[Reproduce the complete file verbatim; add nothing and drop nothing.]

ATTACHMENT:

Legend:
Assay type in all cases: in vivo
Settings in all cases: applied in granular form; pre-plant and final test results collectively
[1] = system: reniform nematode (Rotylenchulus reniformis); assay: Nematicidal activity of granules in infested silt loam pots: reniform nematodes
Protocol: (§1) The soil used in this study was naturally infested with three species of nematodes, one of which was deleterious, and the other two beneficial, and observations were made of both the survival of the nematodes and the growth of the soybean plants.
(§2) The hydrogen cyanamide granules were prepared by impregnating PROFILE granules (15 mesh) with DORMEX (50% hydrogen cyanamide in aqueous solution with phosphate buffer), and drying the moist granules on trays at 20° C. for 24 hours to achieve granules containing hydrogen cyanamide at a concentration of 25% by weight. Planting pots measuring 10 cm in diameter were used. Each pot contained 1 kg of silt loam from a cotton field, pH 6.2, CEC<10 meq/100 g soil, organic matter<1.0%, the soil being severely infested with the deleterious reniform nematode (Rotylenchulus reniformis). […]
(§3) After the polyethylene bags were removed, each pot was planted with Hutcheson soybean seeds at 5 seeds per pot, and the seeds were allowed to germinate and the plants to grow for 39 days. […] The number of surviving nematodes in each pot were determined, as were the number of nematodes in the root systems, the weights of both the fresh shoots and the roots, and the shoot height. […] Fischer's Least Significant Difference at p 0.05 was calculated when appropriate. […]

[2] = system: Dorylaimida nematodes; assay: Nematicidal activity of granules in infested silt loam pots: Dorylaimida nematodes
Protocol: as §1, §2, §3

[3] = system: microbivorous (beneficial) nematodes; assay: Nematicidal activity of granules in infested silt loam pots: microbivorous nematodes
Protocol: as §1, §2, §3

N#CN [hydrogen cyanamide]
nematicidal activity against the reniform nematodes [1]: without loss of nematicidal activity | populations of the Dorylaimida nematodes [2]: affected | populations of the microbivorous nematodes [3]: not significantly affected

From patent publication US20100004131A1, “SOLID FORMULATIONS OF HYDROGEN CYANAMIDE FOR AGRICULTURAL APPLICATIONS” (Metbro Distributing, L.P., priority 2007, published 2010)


Legend:
Assay type in all cases: in vivo
Settings in all cases: applied in granular form; pre-plant and final test results collectively
[1] = system: reniform nematode (Rotylenchulus reniformis); assay: Nematicidal activity of granules in infested silt loam pots: reniform nematodes
Protocol: (§1) The soil used in this study was naturally infested with three species of nematodes, one of which was deleterious, and the other two beneficial, and observations were made of both the survival of the nematodes and the growth of the soybean plants.
(§2) The hydrogen cyanamide granules were prepared by impregnating PROFILE granules (15 mesh) with DORMEX (50% hydrogen cyanamide in aqueous solution with phosphate buffer), and drying the moist granules on trays at 20° C. for 24 hours to achieve granules containing hydrogen cyanamide at a concentration of 25% by weight. Planting pots measuring 10 cm in diameter were used. Each pot contained 1 kg of silt loam from a cotton field, pH 6.2, CEC<10 meq/100 g soil, organic matter<1.0%, the soil being severely infested with the deleterious reniform nematode (Rotylenchulus reniformis). […]
(§3) After the polyethylene bags were removed, each pot was planted with Hutcheson soybean seeds at 5 seeds per pot, and the seeds were allowed to germinate and the plants to grow for 39 days. […] The number of surviving nematodes in each pot were determined, as were the number of nematodes in the root systems, the weights of both the fresh shoots and the roots, and the shoot height. […] Fischer's Least Significant Difference at p 0.05 was calculated when appropriate. […]

[2] = system: Dorylaimida nematodes; assay: Nematicidal activity of granules in infested silt loam pots: Dorylaimida nematodes
Protocol: as §1, §2, §3

[3] = system: microbivorous (beneficial) nematodes; assay: Nematicidal activity of granules in infested silt loam pots: microbivorous nematodes
Protocol: as §1, §2, §3

N#CN [hydrogen cyanamide]
nematicidal activity against the reniform nematodes [1]: without loss of nematicidal activity | populations of the Dorylaimida nematodes [2]: affected | populations of the microbivorous nematodes [3]: not significantly affected

From patent publication US20100004131A1, “SOLID FORMULATIONS OF HYDROGEN CYANAMIDE FOR AGRICULTURAL APPLICATIONS” (Metbro Distributing, L.P., priority 2007, published 2010)